premiere filmmaker Satyajit
Ray mixes genres in his highly allegorical Shatranj
Ke Khilari (The Chess Players).
Among his later films, this 1977 project combines
a comedy of manners with historical drama, as it
examines the 1856 British takeover of India. It
even weaves an animation sequence into the historical
portion, and includes traditional Indian song and
dance in other sequences.
Using chess as an obvious
metaphor, an opening narration describes how the
board warfare bloodlessly ends when the king is
trapped without a viable move. Two Indian Muslim
landlord friends obsessively continue their chess
games in oblivion, letting their personal lives
and political lives radically change around them.
Mirza (Sanjeev Kumar) decides that his home is no
longer suitable to play chess after his neglected
wife steals the pieces and Mir (Saeed Jaffrey) is
being cuckolded by his nephew, explaining why his
wife is so eager for him to play the royal game
at all hours.
Early in the film Mirza
and Mir learn from an elder (Nandlal) that chess
was originally an Indian invention (other theories
hold that the game has Persian roots), but the British
have adopted chess and changed the rules to make
for faster play—including modern rules that allow
the pawn to move two squares initially and to transform
into a queen if it reaches the eighth rank of the
opponent. Most significantly, the most powerful
piece is no longer an “Indian” prime minister but
a queen (Victoria). Although the two chess buddies
think it silly to change the rules of the game,
their attitudes adapt after the takeover.
Balancing the comedy are
historical sequences that show General Outram (Richard
Attenborough) deciding to violate the British treaty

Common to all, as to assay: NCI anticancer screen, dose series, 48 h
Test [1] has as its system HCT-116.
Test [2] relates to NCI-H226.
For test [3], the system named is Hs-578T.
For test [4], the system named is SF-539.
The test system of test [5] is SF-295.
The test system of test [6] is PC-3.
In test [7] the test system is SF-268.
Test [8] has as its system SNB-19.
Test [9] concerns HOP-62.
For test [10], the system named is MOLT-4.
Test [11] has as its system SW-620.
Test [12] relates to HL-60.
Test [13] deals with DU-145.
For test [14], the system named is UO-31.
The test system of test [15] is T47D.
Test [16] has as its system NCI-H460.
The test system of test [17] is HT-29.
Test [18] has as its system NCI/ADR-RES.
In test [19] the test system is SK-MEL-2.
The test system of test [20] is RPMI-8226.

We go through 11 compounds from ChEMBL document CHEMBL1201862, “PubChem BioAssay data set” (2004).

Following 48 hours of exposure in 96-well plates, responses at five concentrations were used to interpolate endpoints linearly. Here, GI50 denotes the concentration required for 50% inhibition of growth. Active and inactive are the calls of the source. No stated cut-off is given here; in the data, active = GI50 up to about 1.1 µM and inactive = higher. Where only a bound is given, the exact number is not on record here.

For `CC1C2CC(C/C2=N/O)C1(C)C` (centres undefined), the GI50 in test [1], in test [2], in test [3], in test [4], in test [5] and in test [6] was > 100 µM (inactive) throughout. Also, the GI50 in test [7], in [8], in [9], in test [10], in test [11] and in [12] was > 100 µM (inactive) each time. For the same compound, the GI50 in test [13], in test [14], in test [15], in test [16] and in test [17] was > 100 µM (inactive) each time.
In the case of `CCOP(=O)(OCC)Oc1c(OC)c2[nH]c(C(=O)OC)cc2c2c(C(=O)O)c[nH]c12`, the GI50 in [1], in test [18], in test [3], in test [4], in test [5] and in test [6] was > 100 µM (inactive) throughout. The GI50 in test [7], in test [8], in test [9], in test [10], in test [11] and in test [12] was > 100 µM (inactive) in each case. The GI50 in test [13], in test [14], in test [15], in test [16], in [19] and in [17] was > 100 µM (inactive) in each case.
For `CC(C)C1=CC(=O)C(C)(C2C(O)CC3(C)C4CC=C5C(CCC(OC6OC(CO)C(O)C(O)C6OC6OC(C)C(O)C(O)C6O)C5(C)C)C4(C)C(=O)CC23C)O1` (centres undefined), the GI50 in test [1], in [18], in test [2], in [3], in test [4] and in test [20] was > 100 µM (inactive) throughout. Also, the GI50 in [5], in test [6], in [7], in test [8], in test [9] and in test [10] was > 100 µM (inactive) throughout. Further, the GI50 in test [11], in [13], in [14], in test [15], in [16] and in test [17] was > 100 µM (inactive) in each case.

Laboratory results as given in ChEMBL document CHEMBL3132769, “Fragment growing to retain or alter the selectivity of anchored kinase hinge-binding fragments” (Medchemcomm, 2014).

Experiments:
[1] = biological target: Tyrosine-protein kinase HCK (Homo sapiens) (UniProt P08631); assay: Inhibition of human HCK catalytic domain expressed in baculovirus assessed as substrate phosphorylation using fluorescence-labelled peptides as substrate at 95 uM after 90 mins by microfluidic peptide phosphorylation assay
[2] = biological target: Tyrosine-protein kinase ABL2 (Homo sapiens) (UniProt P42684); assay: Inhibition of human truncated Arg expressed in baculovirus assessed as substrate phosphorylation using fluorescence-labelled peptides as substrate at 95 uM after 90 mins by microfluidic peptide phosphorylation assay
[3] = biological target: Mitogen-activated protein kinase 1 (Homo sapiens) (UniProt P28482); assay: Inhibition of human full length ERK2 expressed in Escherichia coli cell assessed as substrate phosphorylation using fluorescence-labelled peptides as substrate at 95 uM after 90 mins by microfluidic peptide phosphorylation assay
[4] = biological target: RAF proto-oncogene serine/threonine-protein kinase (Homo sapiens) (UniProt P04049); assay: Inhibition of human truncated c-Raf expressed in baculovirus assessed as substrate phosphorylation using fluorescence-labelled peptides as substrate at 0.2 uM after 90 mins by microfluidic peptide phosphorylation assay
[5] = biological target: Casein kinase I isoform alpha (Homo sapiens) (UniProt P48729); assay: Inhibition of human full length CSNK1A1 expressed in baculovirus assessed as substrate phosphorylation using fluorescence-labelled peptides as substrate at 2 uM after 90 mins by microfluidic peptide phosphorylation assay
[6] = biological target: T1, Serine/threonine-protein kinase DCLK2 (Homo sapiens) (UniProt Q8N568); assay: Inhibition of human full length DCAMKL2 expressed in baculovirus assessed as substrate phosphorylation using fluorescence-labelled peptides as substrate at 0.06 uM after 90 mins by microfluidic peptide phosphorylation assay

and take over because he sees the kingdom ripe for
picking due to its incompetent king. This illustrates
a clash in values, as the British concern themselves
with industry and development while King Wajid (Amjad
Khan) devotes himself to hedonistic pleasures--women,
dancing, and singing. He demonstrates remorse for
his weakness as a ruler when learning about the
British plans, and he wisely decides to abdicate
his crown to avoid bloodshed. That neglects historical
realities about the actual war, but Ray
isn't gunning for that type of reality in his allegory.
This is a rare Technicolor
work from Ray,
and the most striking scene is the musical dancing
sequence showcasing a rich blend of earthy reddish
tones with exquisite golds and ocher. This beautifully
filmed scene by itself makes the film worth checking
out. This comes as no surprise since Ray is well
known for his musical composition and for recording
poetic depictions of Indian tradition.
The Chess Players
doesn't represent Ray's
best work, but completists will be compelled to
see this project. The excessive narration and overly
staged acting differs from his free flowing depictions
of rural and contemporary Indian life that resonate
on deeper levels. Very few of Ray's
wonderful canon are currently available on DVD,
so Kino Video is to be commended for its presentation.
Hopefully, this signals future releases of stronger
films by the legendary director. With a minor work
like this getting the DVD treatment, can Charulata
Music Room be far behind?